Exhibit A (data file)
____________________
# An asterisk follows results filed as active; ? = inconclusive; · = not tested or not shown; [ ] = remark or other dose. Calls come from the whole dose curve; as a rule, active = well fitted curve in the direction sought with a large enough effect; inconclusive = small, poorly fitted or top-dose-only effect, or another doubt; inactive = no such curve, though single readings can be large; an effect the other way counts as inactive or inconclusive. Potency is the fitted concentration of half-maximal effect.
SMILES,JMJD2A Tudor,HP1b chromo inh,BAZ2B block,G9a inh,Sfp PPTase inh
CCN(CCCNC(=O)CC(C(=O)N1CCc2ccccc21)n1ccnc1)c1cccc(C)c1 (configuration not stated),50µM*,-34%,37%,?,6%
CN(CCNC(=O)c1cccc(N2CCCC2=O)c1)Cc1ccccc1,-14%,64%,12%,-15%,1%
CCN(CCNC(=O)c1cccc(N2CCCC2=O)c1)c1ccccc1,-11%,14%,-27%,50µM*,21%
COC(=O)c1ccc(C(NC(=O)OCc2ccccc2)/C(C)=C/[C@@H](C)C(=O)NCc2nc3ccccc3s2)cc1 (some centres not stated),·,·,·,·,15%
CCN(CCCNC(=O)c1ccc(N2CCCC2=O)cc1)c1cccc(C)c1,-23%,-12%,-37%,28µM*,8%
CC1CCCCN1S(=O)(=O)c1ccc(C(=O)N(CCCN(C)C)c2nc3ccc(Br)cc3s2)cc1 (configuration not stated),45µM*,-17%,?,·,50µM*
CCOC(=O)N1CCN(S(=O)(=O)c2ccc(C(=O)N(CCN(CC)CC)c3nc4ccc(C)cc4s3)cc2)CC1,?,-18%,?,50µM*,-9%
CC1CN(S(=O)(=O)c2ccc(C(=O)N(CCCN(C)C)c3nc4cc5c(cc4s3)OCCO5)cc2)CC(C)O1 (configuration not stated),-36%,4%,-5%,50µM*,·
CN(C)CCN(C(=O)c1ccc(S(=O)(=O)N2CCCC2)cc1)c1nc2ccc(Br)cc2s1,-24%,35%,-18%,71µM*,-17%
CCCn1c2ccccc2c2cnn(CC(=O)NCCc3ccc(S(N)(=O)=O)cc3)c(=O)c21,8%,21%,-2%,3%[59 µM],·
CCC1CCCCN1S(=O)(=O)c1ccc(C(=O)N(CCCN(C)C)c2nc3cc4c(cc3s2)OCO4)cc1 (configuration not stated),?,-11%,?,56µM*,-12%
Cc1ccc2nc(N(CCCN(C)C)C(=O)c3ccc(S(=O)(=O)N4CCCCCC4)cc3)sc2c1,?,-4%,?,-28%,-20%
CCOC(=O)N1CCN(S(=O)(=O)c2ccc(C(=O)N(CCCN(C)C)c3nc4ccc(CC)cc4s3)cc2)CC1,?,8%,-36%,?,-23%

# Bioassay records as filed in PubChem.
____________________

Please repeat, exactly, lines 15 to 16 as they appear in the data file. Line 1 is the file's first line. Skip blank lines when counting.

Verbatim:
CCOC(=O)N1CCN(S(=O)(=O)c2ccc(C(=O)N(CCCN(C)C)c3nc4ccc(CC)cc4s3)cc2)CC1,?,8%,-36%,?,-23%

# Bioassay records as filed in PubChem.